The Smalltooth Cookiecutter Shark is named after the cookie-shaped wounds that it leaves on the bodies of larger animals. It attaches itself to its prey with its suctorial lips, and then spins to cut out a cookie-shaped plug of flesh from the larger animal.
The species has a small cigar-shaped body, a conical snout and two low, spineless dorsal fins positioned posteriorly on the body. It is dark brown dorsally, lighter below, and has a distinct dark collar around the gill region. The entire ventral surface, with the exception of the dark collar, is covered in a dense network of tiny photophores, which in life produce an even greenish glow. The genus name Isistius is derived from Isis, the Egyptian goddess of light.
This species has small, erect teeth in the upper jaw and large triangular teeth in the lower jaw. The appropriately named Largetooth Cookiecutter Shark, is the second species in the genus Isistius. The two specie can be separated by tooth numbers, colouration and fin positions.
They vertically migrate, being found in deep water, probably below 1000 m during the day, and migrating into surface waters at night.
Cookiecutter Sharks are recorded from scattered localities around the world. In Australia they have been recorded from Queensland, New South Wales, Tasmania and Western Australia.
The map below shows the Australian distribution of the species based on public sightings and specimens in Australian Museums. Click on the map for detailed information. Source: Atlas of Living Australia.
Feeding and diet
The Smalltooth Cookiecutter Shark attaches itself to its prey with its suctorial lips, and then spins to cut out a cookie-shaped plug of flesh. Many species show evidence of attacks (see previous link), including White Sharks.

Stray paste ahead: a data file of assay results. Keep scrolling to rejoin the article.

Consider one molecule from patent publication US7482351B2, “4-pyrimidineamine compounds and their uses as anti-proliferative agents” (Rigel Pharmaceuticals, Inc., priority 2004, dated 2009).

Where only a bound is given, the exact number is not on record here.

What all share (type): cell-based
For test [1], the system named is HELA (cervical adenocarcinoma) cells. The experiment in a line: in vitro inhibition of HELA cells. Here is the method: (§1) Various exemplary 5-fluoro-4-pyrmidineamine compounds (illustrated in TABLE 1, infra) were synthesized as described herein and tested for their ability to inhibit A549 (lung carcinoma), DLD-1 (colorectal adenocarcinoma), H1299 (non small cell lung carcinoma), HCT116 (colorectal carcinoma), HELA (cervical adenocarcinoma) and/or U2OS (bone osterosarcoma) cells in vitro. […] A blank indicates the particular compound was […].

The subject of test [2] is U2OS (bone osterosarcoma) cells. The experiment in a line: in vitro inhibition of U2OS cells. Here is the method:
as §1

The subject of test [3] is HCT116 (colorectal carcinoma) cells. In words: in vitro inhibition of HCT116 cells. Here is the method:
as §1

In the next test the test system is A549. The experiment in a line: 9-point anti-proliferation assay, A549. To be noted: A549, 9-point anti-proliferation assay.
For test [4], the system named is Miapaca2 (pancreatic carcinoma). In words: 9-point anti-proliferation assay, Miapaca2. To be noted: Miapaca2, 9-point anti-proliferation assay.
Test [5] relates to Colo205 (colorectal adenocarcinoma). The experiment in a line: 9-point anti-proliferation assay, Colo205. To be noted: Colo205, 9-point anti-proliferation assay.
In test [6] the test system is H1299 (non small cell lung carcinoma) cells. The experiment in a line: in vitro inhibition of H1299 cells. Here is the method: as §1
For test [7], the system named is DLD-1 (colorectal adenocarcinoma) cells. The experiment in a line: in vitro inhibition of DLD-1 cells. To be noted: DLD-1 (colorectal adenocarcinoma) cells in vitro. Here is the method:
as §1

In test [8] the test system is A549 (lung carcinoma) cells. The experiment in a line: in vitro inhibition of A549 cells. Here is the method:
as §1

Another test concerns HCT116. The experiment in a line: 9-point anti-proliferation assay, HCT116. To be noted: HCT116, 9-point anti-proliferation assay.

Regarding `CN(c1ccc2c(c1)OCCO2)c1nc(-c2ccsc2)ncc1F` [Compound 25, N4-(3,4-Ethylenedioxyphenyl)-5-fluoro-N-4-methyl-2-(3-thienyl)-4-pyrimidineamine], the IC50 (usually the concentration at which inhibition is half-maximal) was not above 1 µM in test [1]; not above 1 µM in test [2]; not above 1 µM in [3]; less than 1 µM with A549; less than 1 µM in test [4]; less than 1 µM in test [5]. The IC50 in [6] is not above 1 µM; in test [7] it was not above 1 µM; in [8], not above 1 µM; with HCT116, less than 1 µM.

Widder (1998) suggested that the feeding behaviour of the Smalltooth Cookiecutter Shark may be even stranger than originally thought. The fish is counterilluminated - the ventral light organs making the fish appear darker above and lighter below.
The dark-pigmented collar is not illuminated, so would appear silhouetted against the light from above. The theory suggests that this dark area would look like a small fish from below, and the Smalltooth Cookiecutter Shark would wait for a larger predator to attack the "small fish". As the predator is about to attack, the Smalltooth Cookiecutter Shark would turn and attack the attacker. The forward motion of the larger animal may even assist the Smalltooth Cookiecutter Shark in removing a plug of flesh.
In addition to plugs of flesh from larger animals, the Smalltooth Cookiecutter Shark is also known to eat squid. There are even reports of this species leaving crater-marks on the sonar domes of submarines.
Danger to humans
- Compagno, L.J.V. 1984. FAO species catalogue. Vol. 4, Sharks of the World. An annotated and illustrated catalogue of shark species known to date. Part 1 - Hexanchiformes to Lamniformes: viii, 1-250.
- Gadig, O.B.F. & U.L. Gomes. 2002. First report on embryos of Isistius brasiliensis. Journal of Fish Biology. 60: 1322-1325.
- Honebrink, R., Buch, R., Galpin, P., & G. Burgess. 2011. First Documented Attack on a Live Human by a Cookiecutter Shark (Squaliformes, Dalatiidae: Isistius sp.). Pacific Science. 65(3): 365-374.
- Last, P.R. & J.D. Stevens. 1994. Sharks and Rays of Australia. CSIRO. Pp. 513, Pl. 1-84.
- McGrouther, M.A. 1994. Cookie Cutter Capers. Muse. Australian Museum News and Events. Dec - Jan: 4,11.
- Papastamatiou Y.P., Wetherbee, B.M., O’Sullivan, J., Goodmanlowe, G.D. & C.G. Lowe. 2010. Foraging ecology of Cookiecutter Sharks (Isistius brasiliensis) on pelagic fishes in Hawaii, inferred from prey bite wounds. Environmental Biology of Fishes. 88: 361-368.
- Widder, E.A. 1998. A predatory use of counterillumination by the squaloid shark, Isistius brasiliensis. Environmental Biology of Fishes. 53: 267-273.